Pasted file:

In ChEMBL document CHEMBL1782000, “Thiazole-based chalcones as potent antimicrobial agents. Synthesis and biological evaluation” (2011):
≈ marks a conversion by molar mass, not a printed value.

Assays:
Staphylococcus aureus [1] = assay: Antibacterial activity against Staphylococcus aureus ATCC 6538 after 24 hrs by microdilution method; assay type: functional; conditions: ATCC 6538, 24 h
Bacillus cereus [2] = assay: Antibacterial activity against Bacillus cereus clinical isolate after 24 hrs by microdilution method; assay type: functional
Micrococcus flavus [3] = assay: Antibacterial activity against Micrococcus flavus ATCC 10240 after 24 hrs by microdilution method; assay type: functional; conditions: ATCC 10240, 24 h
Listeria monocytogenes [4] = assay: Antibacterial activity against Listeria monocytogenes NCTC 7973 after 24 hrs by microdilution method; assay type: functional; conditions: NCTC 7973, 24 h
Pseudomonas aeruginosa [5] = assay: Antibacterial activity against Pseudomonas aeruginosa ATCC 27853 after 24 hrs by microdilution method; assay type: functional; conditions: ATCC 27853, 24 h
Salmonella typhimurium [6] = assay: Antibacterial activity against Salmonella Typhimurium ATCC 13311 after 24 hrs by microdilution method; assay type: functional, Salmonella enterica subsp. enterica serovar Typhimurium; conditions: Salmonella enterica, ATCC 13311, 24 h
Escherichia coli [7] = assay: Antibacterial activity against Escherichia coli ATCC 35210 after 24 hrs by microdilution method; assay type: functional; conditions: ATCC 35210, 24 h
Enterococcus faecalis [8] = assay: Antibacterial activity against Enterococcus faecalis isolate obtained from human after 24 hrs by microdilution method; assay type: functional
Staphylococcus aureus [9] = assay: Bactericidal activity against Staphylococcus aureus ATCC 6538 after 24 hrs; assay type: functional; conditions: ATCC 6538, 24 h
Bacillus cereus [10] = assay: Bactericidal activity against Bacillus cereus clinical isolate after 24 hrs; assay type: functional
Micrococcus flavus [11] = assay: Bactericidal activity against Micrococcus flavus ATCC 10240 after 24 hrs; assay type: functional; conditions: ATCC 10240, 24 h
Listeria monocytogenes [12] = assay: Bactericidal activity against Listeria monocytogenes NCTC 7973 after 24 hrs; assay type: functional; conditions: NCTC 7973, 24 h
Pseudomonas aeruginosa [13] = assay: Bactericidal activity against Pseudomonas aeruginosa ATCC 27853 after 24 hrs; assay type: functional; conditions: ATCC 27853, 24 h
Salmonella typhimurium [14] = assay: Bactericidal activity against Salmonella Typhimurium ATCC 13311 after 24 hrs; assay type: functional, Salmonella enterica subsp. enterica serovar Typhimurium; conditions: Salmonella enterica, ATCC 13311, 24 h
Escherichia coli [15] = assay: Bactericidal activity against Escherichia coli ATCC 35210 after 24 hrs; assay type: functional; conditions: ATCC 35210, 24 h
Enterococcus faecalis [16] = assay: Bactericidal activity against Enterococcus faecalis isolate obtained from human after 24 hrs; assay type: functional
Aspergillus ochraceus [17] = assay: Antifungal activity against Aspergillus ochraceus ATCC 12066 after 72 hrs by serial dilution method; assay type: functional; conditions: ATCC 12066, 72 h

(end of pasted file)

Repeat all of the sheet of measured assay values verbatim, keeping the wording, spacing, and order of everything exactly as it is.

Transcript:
In ChEMBL document CHEMBL1782000, “Thiazole-based chalcones as potent antimicrobial agents. Synthesis and biological evaluation” (2011):
≈ marks a conversion by molar mass, not a printed value.

Assays:
Staphylococcus aureus [1] = assay: Antibacterial activity against Staphylococcus aureus ATCC 6538 after 24 hrs by microdilution method; assay type: functional; conditions: ATCC 6538, 24 h
Bacillus cereus [2] = assay: Antibacterial activity against Bacillus cereus clinical isolate after 24 hrs by microdilution method; assay type: functional
Micrococcus flavus [3] = assay: Antibacterial activity against Micrococcus flavus ATCC 10240 after 24 hrs by microdilution method; assay type: functional; conditions: ATCC 10240, 24 h
Listeria monocytogenes [4] = assay: Antibacterial activity against Listeria monocytogenes NCTC 7973 after 24 hrs by microdilution method; assay type: functional; conditions: NCTC 7973, 24 h
Pseudomonas aeruginosa [5] = assay: Antibacterial activity against Pseudomonas aeruginosa ATCC 27853 after 24 hrs by microdilution method; assay type: functional; conditions: ATCC 27853, 24 h
Salmonella typhimurium [6] = assay: Antibacterial activity against Salmonella Typhimurium ATCC 13311 after 24 hrs by microdilution method; assay type: functional, Salmonella enterica subsp. enterica serovar Typhimurium; conditions: Salmonella enterica, ATCC 13311, 24 h
Escherichia coli [7] = assay: Antibacterial activity against Escherichia coli ATCC 35210 after 24 hrs by microdilution method; assay type: functional; conditions: ATCC 35210, 24 h
Enterococcus faecalis [8] = assay: Antibacterial activity against Enterococcus faecalis isolate obtained from human after 24 hrs by microdilution method; assay type: functional
Staphylococcus aureus [9] = assay: Bactericidal activity against Staphylococcus aureus ATCC 6538 after 24 hrs; assay type: functional; conditions: ATCC 6538, 24 h
Bacillus cereus [10] = assay: Bactericidal activity against Bacillus cereus clinical isolate after 24 hrs; assay type: functional
Micrococcus flavus [11] = assay: Bactericidal activity against Micrococcus flavus ATCC 10240 after 24 hrs; assay type: functional; conditions: ATCC 10240, 24 h
Listeria monocytogenes [12] = assay: Bactericidal activity against Listeria monocytogenes NCTC 7973 after 24 hrs; assay type: functional; conditions: NCTC 7973, 24 h
Pseudomonas aeruginosa [13] = assay: Bactericidal activity against Pseudomonas aeruginosa ATCC 27853 after 24 hrs; assay type: functional; conditions: ATCC 27853, 24 h
Salmonella typhimurium [14] = assay: Bactericidal activity against Salmonella Typhimurium ATCC 13311 after 24 hrs; assay type: functional, Salmonella enterica subsp. enterica serovar Typhimurium; conditions: Salmonella enterica, ATCC 13311, 24 h
Escherichia coli [15] = assay: Bactericidal activity against Escherichia coli ATCC 35210 after 24 hrs; assay type: functional; conditions: ATCC 35210, 24 h
Enterococcus faecalis [16] = assay: Bactericidal activity against Enterococcus faecalis isolate obtained from human after 24 hrs; assay type: functional
Aspergillus ochraceus [17] = assay: Antifungal activity against Aspergillus ochraceus ATCC 12066 after 72 hrs by serial dilution method; assay type: functional; conditions: ATCC 12066, 72 h